Mailer called ego 'the great word of the twentieth century... everything we have done, from monumental feats to nightmarish destruction has been a function of that extraordinary state of the psyche that enables us to declare that we are sure of ourselves when we are not'.
He was writing at the start of 1971, when the concept of ego was not as commonly used to pigeonhole great sportsmen. His was the first big piece, for example, that zeroed in on Ali's and examined it at length (everything Norman ever wrote involved tremendous length, because he was man of ego himself - it took one to know one).
Of course Ali was so hard to pin down, his life such a lightning rod, that his ego was some way down the list of things to write about.
Thirtysomething years later, ego has become the default position for writers and editors alike, because it's quick and easy shorthand for something far more complex. Of the thousands of words squandered on Kevin Pietersen this week, many have assembled themselves around ego. 'He's the kind of man who'd join the Navy so that the world could see him,' wrote one.
Pietersen has ego of course, but it is ego in its truest Freudian sense: a mediating force between desire and reason, a defence mechanism, a shell. Cricket's unique proposition to its batsmen - one chance and you're out - demands nothing less.
In a player of Pietersen's talent, ego is a finely balanced thing. The many well-documented rows and rejections over the early part of his career, his tenuous and unlikely path towards his current position and the fragility of a sportsman's life fuel his compulsive desire to control external forces and give his talent its greatest chance.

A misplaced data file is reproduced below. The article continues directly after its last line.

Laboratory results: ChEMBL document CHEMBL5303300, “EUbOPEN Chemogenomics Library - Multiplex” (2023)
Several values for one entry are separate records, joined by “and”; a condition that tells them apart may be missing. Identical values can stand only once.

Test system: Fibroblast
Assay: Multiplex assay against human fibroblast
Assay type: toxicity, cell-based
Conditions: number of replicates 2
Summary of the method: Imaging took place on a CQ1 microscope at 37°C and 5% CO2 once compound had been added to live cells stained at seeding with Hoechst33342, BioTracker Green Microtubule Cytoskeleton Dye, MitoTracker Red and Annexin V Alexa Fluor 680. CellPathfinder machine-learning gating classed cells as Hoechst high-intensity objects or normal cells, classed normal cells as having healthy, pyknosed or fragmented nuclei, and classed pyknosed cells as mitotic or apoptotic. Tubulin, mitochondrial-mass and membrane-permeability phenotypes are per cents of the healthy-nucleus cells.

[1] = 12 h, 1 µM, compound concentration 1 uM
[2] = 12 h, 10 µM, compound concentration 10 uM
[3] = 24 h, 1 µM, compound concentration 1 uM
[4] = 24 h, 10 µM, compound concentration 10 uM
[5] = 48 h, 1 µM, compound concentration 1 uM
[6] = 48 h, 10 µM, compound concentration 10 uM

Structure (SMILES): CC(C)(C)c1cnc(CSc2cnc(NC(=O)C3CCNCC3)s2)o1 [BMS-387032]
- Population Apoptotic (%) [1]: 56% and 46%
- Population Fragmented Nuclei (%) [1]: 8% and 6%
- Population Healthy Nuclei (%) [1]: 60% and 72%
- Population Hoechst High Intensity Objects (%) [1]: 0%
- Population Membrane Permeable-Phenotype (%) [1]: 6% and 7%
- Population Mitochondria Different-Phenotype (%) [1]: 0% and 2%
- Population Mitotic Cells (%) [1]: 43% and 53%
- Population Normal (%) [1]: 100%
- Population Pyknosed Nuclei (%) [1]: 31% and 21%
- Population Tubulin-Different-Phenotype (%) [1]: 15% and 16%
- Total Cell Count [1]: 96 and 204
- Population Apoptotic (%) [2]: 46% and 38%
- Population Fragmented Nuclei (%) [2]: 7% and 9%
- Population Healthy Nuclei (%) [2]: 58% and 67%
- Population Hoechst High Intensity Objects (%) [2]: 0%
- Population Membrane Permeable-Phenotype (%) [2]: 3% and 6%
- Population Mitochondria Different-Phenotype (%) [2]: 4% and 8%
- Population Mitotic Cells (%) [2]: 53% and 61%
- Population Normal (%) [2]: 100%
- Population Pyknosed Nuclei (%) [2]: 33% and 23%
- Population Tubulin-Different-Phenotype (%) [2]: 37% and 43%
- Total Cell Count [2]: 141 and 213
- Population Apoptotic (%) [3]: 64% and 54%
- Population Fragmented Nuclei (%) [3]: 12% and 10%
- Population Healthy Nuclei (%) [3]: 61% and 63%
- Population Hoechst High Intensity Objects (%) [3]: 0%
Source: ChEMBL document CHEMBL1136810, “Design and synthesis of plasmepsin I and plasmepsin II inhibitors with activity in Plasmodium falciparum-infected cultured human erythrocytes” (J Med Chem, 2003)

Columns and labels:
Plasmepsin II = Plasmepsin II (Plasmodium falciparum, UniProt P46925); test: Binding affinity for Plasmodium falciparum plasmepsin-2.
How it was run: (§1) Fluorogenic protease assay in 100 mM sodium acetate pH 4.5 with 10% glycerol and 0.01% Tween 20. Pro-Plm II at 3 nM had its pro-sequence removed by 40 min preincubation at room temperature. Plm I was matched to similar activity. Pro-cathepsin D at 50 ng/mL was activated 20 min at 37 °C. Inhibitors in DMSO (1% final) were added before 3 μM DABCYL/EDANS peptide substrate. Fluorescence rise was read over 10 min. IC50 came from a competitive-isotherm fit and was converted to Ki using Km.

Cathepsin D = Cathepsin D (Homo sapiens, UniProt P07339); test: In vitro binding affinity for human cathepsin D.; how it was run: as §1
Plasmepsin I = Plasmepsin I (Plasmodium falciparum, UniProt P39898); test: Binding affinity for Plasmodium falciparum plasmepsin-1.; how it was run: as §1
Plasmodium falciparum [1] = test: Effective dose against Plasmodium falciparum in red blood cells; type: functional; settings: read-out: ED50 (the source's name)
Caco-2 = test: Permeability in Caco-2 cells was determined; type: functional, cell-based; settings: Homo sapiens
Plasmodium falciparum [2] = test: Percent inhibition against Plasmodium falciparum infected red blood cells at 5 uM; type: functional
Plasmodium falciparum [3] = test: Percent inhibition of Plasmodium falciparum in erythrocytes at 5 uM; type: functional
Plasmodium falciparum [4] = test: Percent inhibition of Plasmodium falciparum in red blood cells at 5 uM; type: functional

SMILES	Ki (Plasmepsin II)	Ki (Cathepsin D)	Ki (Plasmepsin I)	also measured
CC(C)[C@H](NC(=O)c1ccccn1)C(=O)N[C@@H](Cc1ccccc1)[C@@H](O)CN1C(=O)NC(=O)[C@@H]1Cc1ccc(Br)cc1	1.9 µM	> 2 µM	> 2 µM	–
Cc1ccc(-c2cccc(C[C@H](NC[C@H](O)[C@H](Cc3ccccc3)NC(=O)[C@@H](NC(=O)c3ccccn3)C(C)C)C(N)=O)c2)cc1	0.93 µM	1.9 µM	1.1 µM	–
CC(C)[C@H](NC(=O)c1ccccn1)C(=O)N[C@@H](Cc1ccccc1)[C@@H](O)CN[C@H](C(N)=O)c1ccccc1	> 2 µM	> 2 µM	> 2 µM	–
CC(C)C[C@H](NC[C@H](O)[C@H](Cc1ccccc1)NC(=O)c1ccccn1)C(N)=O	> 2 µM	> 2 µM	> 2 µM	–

To hark back briefly to Bob Woolmer, in The Art and Science of Cricket, he writes: 'to review the raw, split-second data of what actually happens when batters execute a shot is to wonder how any batsman survives more than one delivery'. It's from this most basic point that any batsman starts out in cricket. To survive it mentally requires as much from the psyche as surviving physically does from the physiology.
Now imagine Pietersen's defining innings, the 158 at the Oval in '05. It would not have happened but for a magnificent decision from Billy Bowden on the first ball he faced, and a couple of dropped catches. By such slender threads, careers hang. It's enough to give anyone a few sleepless nights.
The most apparent parts of his character - the celeb wife, a love of the spotlight - cover a far less secure side governed by a natural conservatism. In one interview he admitted to going home after every shopping trip and immediately deducting the money he'd spent from his online bank account so he knew what was there. In another, asked what he thought of the naked pictures female fans sent him, he replied 'Dunno, it's your country, not mine'. Underneath the flamboyance lies a streak of moral rectitude: he may be a brash guy, but he's not a bad one.
The pivotal passage of that 158 came immediately after lunch, during a thrillingly quick spell from Brett Lee. 'I remember thinking, okay, it's him or me,' Pietersen said. Ego, real ego, kicked in, allowing his instinct full rein.
The stern decisiveness that's so necessary in batting does not work as well in real life, certainly as far as English officaldom goes. That mentality is a mystery to Pietersen. His mistakes this week were of misjudgment, of over-estimation, of immaturity and a bullish rejection of mediocrity.
What they were not were the signs of an uncontrollable ego. Batsmen, even those as brilliant as him, do not have them. Batting doesn't allow it. He competes in a fragile place, and he understands it perfectly. The way he reacts to the rest of life is just its consequence.
Pietersen is England's best player by a mile, and he deserves the same latitude afforded to Flintoff and Harmison. He hasn't received it yet.
'To declare that we are sure of ourselves when we are not'. That is ego. Norman had it exactly right, all those years ago.